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Veal Blanquette

  • ACTIVE: 45 MIN
  • TOTAL TIME: 10 HRS 40 MIN
  • SERVINGS: 4
  • MAKE-AHEAD

At Mirabeau in Dana Point, California, David Pratt's version of this traditional creamy stew makes you feel like you've never tasted it before. Do you need to soak the veal in milk overnight as Pratt does? No, but this step does make the meat especially tender and moist.

  1. 1 1/2 pounds trimmed veal shoulder, cut into 1 1/2-inch cubes
  2. 1 cup milk
  3. 4 thyme sprigs
  4. 2 bay leaves
  5. 4 tablespoons unsalted butter
  6. 1 tablespoon vegetable oil
  7. Salt and freshly ground pepper
  8. 1 medium onion, chopped
  9. 1 small carrot, chopped
  10. 1 small celery rib, chopped
  11. 1/2 cup Cognac
  12. 1 cup dry white wine
  13. 1 cup heavy cream
  14. 1 cup water
  15. 1 large parsley sprig, plus 2 tablespoons chopped parsley
  16. 1 pound button mushrooms, stemmed, stems reserved
  17. 1 pint pearl onions
  18. 4 large egg yolks
  19. 1 tablespoon fresh lemon juice
  1. In a large, shallow dish, combine the veal, milk, thyme and bay leaves. Cover and refrigerate overnight.
  2. Remove the veal from the milk and pat dry with paper towels. Reserve the thyme and bay leaves. In a large saucepan or pot, melt 1 tablespoon of the butter in 1/2 tablespoon of the oil over moderately high heat. Add half of the veal, season with salt and pepper and cook until browned, about 3 minutes per side. Transfer the veal to a large plate. Repeat with 1 tablespoon of the remaining butter and the remaining 1/2 tablespoon of oil and the remaining veal.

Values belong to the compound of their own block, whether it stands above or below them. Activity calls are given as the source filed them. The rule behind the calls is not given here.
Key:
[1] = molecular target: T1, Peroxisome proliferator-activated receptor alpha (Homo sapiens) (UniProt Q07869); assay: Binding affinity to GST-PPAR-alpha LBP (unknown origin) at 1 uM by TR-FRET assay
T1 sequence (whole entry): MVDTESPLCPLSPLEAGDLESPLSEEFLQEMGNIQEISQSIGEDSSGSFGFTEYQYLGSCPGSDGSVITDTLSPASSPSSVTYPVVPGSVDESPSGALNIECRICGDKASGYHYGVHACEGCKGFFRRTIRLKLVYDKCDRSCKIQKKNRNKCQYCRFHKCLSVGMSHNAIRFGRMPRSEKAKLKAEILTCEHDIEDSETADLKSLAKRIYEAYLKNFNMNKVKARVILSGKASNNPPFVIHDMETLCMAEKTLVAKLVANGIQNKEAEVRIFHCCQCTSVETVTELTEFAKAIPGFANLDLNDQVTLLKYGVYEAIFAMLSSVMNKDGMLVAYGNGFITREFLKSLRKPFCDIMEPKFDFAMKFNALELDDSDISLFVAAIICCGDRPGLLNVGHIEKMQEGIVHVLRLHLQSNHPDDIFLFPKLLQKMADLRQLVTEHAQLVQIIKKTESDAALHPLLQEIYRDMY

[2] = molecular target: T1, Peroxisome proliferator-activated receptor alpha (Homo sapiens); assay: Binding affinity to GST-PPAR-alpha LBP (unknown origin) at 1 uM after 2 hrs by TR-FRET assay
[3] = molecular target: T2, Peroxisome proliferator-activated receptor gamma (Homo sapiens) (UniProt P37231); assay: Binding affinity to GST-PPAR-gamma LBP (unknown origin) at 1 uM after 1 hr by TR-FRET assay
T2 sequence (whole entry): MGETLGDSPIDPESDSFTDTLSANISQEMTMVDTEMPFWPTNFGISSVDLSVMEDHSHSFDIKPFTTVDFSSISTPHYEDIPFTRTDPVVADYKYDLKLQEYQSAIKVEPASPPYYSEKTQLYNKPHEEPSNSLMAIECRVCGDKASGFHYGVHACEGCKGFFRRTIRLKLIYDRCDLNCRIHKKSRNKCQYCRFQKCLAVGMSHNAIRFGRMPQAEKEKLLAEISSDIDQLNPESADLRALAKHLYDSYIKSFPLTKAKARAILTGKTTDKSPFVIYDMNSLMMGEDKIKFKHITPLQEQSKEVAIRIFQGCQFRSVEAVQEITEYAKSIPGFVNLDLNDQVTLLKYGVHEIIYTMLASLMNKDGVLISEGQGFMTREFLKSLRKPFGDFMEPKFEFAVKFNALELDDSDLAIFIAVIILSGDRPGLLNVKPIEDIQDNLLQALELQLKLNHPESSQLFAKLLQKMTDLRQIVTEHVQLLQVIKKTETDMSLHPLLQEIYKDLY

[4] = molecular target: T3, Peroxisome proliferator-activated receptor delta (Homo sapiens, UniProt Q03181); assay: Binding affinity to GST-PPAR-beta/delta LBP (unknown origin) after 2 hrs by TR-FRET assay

3. Add the onion, carrot and celery to the same pan and cook over moderate heat until softened, about 5 minutes. Return the veal and any juices to the pan. Add the Cognac and simmer over moderately high heat, scraping up the browned bits from the bottom, about 1 minute. Add the wine and simmer until reduced by half, about 4 minutes. Add the cream and 3/4 cup of the water and bring to a simmer. Tie the reserved thyme and bay leaves and the parsley sprig into a bundle and add to the stew along with the mushroom stems. Cover and simmer gently over low heat until the veal is tender, about 1 1/4 hours.
  4. Meanwhile, in a medium saucepan of boiling water, cook the pearl onions in their skins over moderate heat until tender, about 5 minutes. Drain and peel the onions, leaving them whole.
  5. In a large skillet, melt the remaining 2 tablespoons of butter over moderate heat. Add the mushroom caps and season with salt and pepper. Cover and cook for 5 minutes. Uncover and cook, stirring occasionally, until browned, about 5 minutes. Transfer to a shallow bowl. Add the remaining 1/4 cup of water to the skillet and simmer for 30 seconds, scraping up the browned bits from the bottom of the skillet. Pour the mushroom liquid into the stew.
  6. Using a slotted spoon, transfer the veal to a bowl. Strain the sauce, pressing on the solids to extract as much liquid as possible. Return the sauce to the pan. Put the egg yolks in a small heatproof bowl and whisk in 1/4 cup of the hot sauce, then whisk in 1 cup of the sauce. Whisk the egg yolk mixture into the sauce in the saucepan and cook over moderately low heat, whisking constantly, until just thickened, about 5 minutes; do not boil. Add the lemon juice, veal, pearl onions and mushroom caps and season with salt and pepper. Rewarm the stew over low heat, stirring; do not let it come to a boil. Spoon the stew into bowls, sprinkle with the chopped parsley and serve.
Make Ahead The recipe can be prepared through Step 5 a day ahead. Cool and refrigerate the stew. Refrigerate the pearl onions and mushrooms separately. Serve With Boiled potatoes or noodles or steamed rice.

Suggested Pairing

A tart, earthy but light red will contrast with the mild flavors in this savory veal stew. Try a fruity Pinot Noir—based Côte de Nuits-Villages from France's Burgundy region.